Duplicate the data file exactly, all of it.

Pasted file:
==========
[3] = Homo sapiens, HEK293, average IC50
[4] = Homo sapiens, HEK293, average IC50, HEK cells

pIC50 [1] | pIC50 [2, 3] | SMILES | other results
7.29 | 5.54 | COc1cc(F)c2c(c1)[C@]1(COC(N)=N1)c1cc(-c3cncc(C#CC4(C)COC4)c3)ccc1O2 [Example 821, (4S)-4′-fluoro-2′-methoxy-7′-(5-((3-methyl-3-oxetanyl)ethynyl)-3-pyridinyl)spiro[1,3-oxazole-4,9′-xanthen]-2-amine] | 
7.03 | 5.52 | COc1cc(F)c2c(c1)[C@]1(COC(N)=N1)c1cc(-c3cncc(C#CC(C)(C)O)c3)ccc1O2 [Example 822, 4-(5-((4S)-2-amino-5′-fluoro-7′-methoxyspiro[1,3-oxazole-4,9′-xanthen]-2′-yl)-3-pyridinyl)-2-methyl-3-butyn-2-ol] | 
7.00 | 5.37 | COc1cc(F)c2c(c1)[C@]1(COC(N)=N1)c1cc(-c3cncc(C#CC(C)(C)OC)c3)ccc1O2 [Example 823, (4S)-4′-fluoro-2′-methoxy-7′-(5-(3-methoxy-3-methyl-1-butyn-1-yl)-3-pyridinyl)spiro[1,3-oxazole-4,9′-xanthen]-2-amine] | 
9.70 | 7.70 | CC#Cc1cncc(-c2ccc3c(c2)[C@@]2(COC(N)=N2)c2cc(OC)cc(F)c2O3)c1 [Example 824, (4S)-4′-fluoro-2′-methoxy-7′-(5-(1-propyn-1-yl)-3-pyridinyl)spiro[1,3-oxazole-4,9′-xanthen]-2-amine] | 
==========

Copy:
[3] = Homo sapiens, HEK293, average IC50
[4] = Homo sapiens, HEK293, average IC50, HEK cells

pIC50 [1] | pIC50 [2, 3] | SMILES | other results
7.29 | 5.54 | COc1cc(F)c2c(c1)[C@]1(COC(N)=N1)c1cc(-c3cncc(C#CC4(C)COC4)c3)ccc1O2 [Example 821, (4S)-4′-fluoro-2′-methoxy-7′-(5-((3-methyl-3-oxetanyl)ethynyl)-3-pyridinyl)spiro[1,3-oxazole-4,9′-xanthen]-2-amine] | 
7.03 | 5.52 | COc1cc(F)c2c(c1)[C@]1(COC(N)=N1)c1cc(-c3cncc(C#CC(C)(C)O)c3)ccc1O2 [Example 822, 4-(5-((4S)-2-amino-5′-fluoro-7′-methoxyspiro[1,3-oxazole-4,9′-xanthen]-2′-yl)-3-pyridinyl)-2-methyl-3-butyn-2-ol] | 
7.00 | 5.37 | COc1cc(F)c2c(c1)[C@]1(COC(N)=N1)c1cc(-c3cncc(C#CC(C)(C)OC)c3)ccc1O2 [Example 823, (4S)-4′-fluoro-2′-methoxy-7′-(5-(3-methoxy-3-methyl-1-butyn-1-yl)-3-pyridinyl)spiro[1,3-oxazole-4,9′-xanthen]-2-amine] | 
9.70 | 7.70 | CC#Cc1cncc(-c2ccc3c(c2)[C@@]2(COC(N)=N2)c2cc(OC)cc(F)c2O3)c1 [Example 824, (4S)-4′-fluoro-2′-methoxy-7′-(5-(1-propyn-1-yl)-3-pyridinyl)spiro[1,3-oxazole-4,9′-xanthen]-2-amine] | 